The theatrical poster for Tango and Cash

This is just a Guardians prequel as far as my head canon is concerned. Warner Bros.

There are a few more rogues to love in this film, too, as Nebula, Yondu, and Kraglin (Sean Gunn) all have expanded roles. As you can probably guess, these former bad guys develop a more antiheroic streak in the movie, which fits great into its exploration of the families we choose and the ones we don’t. However, Marvel has so few good villains that they should think twice before turning any more from antagonists to protagonists. Kurt Russell is . . . well, he’s Kurt Russell, which means he’s great and could do this in his sleep. He doesn’t get to do quite as much as you might expect for such a major player in Quill’s life, but he’s a solid presence in the film. And he’s Kurt freakin’ Russell. There’s a bit in the movie where it’s revealed Peter was embarrassed he didn’t have a father as a kid and would tell his friends that his dad was David Hasselhoff. Telling them his dad was Kurt Russell would have been a major upgrade, and one can easily see that Quill has more than a little Jack Burton in him. On that note, it’s got to be some kind of movie crime that both Kurt Russell and Sylvester Stallone are in this film and we get no Tango and Cash reference.

On the subject of casting, race and representation have always been a problem in Marvel films—and mainstream films in general—and neither Guardians 1 nor 2 is a marked exception. Sure, they star Zoe Saldana (a biracial black woman), Dave Baustista (a Greek/Filipino man), and Vin Diesel (who’s . . . Vin Diesel), but it’s the white savior hero who gets the most screen time. We may need a main character to follow, but the rest of the team is so likable and well-drawn that it’s a shame their subplots are relatively minor. Plus, the nonwhite actors are relegated to playing aliens of varying greens, grays, and blues. We do get Pom Klementieff, a French-Korean actress, as Mantis, Ego’s aide-de-camp, but again, she plays a nonhuman alien with a fairly pinkish look. The task of increasing representation in casting doesn’t fall solely to the Guardians films, but it’d be nice to see nonwhite actors playing actual nonwhite characters instead of “colored” people.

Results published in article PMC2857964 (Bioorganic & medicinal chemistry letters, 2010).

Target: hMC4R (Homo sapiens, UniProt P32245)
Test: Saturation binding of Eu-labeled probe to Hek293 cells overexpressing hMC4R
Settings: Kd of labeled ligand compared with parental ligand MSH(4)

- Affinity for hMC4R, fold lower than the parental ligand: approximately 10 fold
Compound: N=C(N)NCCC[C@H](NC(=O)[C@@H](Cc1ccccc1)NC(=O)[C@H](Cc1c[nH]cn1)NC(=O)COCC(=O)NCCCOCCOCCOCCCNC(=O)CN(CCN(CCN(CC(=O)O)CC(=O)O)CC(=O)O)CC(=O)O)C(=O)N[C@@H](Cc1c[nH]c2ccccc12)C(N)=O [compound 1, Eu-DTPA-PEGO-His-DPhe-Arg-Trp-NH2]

Awesome Mix Vol. 2 cover art

Hollywood Records

The “Awesome Mix” soundtrack that was so central to the first Guardians film returns here with a vengeance. Surprisingly, Meredith Quill’s second tape for her son doesn’t introduce any ’80s New Wave or metal acts but remains firmly planted in ’70s pop and easy listening. I have to say I’d never expect to hear a superhero get excited about “Lake Shore Drive” or “Southern Nights,” but here we are. Awesome Mix Vol. 2 certainly has a low-key vibe as compared to the first mix (with the exception of maybe “Fox on the Run” or “Surrender”), and it fits well with the more introspective bent of the second movie. Fleetwood Mac’s “The Chain” plays for part of the film’s finale, and it’s one of the best uses of soundtrack I’ve ever seen in a Marvel film. On the other hand, Kurt Russell’s Ego literally name-checks “Brandy (You’re a Fine Girl)” and recites some of the lyrics as his personal philosophy. Too far. We all love the way that Gunn has integrated some of the forgotten hits of yesteryear into these films (and has cursed us with countless tone-deaf imitators in competing movies), but when you let Looking Glass write your script for you, it’s time to turn the radio off.

A Microsoft Zune mp3 player

Just an unrelated picture of a Zune. Move along. Microsoft

So, I’ll reiterate if you’ve made it this far, though I told you at the top: it’s great, but it doesn’t quite capture the feel of the first one. Maybe that would be impossible, now that your grandma knows what a “Groot” is, but the movie feels more like a Marvel sequel than something new from James Gunn’s inventive brain. The self-aware use of the music, the extra-hammy comedy bits, and the even more marketable Baby Groot all point to a pall of commercialism that was perhaps inevitable. This series used to be about misfits, and that might be getting lost in an avalanche of MP3-player-equipped Doritos bags. That shouldn’t stop you from seeing it, however—though I don’t think I’m going to see this one seven times. I’ll be listening to my Awesome Mix Vol. 2 soundtrack (fast-forwarding through “Mr. Blue Sky,” naturally), dreaming about a third film, and hoping things get really weird.